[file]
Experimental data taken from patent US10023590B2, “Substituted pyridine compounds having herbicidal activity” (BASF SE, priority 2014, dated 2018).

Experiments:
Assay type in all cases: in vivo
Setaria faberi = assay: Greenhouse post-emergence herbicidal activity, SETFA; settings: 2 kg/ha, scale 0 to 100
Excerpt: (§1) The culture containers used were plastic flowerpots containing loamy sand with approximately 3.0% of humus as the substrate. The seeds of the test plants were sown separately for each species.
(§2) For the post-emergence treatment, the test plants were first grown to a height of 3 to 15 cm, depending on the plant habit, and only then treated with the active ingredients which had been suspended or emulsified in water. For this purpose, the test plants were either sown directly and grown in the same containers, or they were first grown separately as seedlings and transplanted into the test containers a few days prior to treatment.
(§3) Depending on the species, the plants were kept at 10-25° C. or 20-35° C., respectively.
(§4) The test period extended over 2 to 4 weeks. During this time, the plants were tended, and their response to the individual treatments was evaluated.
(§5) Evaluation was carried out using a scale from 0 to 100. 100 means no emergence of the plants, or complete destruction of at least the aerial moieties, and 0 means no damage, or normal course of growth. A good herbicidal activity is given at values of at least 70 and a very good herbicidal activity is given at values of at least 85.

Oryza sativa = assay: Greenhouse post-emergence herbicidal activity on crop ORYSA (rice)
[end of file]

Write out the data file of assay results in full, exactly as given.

Experimental data taken from patent US10023590B2, “Substituted pyridine compounds having herbicidal activity” (BASF SE, priority 2014, dated 2018).

Experiments:
Assay type in all cases: in vivo
Setaria faberi = assay: Greenhouse post-emergence herbicidal activity, SETFA; settings: 2 kg/ha, scale 0 to 100
Excerpt: (§1) The culture containers used were plastic flowerpots containing loamy sand with approximately 3.0% of humus as the substrate. The seeds of the test plants were sown separately for each species.
(§2) For the post-emergence treatment, the test plants were first grown to a height of 3 to 15 cm, depending on the plant habit, and only then treated with the active ingredients which had been suspended or emulsified in water. For this purpose, the test plants were either sown directly and grown in the same containers, or they were first grown separately as seedlings and transplanted into the test containers a few days prior to treatment.
(§3) Depending on the species, the plants were kept at 10-25° C. or 20-35° C., respectively.
(§4) The test period extended over 2 to 4 weeks. During this time, the plants were tended, and their response to the individual treatments was evaluated.
(§5) Evaluation was carried out using a scale from 0 to 100. 100 means no emergence of the plants, or complete destruction of at least the aerial moieties, and 0 means no damage, or normal course of growth. A good herbicidal activity is given at values of at least 70 and a very good herbicidal activity is given at values of at least 85.

Oryza sativa = assay: Greenhouse post-emergence herbicidal activity on crop ORYSA (rice)